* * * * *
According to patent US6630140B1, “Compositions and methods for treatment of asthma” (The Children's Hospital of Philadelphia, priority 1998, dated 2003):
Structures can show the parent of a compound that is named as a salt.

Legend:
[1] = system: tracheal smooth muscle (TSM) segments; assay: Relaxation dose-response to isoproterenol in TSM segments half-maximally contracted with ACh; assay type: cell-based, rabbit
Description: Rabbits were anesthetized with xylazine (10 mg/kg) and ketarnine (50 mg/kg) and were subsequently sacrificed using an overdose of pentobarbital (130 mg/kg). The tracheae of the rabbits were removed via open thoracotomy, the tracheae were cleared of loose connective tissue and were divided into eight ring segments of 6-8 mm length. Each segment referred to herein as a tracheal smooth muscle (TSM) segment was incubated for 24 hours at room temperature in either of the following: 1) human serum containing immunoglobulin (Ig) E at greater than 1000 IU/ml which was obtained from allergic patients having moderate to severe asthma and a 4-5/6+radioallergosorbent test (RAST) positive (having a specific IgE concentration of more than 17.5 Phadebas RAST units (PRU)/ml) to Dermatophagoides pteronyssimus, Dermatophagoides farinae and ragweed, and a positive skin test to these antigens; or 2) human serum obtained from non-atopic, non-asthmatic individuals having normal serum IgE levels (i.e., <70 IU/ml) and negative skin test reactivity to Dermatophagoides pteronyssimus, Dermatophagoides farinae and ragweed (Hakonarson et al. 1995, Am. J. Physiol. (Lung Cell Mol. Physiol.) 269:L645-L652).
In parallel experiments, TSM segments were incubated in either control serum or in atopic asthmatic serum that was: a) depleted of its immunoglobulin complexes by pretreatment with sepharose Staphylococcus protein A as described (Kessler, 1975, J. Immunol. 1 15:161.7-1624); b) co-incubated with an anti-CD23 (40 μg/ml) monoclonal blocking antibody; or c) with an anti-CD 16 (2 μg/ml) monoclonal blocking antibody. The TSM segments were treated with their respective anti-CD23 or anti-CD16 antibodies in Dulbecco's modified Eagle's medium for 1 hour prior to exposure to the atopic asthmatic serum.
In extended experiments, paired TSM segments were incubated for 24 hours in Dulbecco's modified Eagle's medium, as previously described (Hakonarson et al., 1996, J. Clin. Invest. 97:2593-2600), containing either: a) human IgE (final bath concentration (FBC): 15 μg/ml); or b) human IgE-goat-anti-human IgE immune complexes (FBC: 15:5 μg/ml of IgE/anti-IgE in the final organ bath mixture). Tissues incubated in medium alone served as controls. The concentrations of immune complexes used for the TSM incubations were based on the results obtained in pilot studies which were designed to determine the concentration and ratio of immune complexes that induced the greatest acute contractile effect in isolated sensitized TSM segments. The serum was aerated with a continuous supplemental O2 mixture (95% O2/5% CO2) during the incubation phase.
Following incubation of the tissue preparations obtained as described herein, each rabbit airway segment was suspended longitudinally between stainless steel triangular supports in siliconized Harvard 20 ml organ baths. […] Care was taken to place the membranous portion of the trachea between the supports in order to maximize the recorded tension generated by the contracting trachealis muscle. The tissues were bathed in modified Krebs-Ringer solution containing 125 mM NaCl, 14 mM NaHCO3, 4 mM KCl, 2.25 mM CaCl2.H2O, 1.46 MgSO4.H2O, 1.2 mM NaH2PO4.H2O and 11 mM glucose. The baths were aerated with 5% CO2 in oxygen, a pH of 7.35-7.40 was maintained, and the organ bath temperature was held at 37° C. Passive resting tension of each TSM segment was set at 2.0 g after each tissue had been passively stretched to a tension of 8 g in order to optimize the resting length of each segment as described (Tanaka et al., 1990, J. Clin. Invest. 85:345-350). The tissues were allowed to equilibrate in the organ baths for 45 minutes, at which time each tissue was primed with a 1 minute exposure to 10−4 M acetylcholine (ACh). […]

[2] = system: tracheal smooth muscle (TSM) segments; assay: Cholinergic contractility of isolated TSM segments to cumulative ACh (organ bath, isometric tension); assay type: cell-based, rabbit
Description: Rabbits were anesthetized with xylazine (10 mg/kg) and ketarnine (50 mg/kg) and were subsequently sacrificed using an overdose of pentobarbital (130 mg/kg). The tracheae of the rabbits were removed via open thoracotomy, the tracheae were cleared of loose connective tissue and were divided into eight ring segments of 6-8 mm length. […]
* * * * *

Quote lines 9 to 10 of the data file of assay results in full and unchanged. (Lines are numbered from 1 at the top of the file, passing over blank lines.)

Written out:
[2] = system: tracheal smooth muscle (TSM) segments; assay: Cholinergic contractility of isolated TSM segments to cumulative ACh (organ bath, isometric tension); assay type: cell-based, rabbit
Description: Rabbits were anesthetized with xylazine (10 mg/kg) and ketarnine (50 mg/kg) and were subsequently sacrificed using an overdose of pentobarbital (130 mg/kg). The tracheae of the rabbits were removed via open thoracotomy, the tracheae were cleared of loose connective tissue and were divided into eight ring segments of 6-8 mm length. […]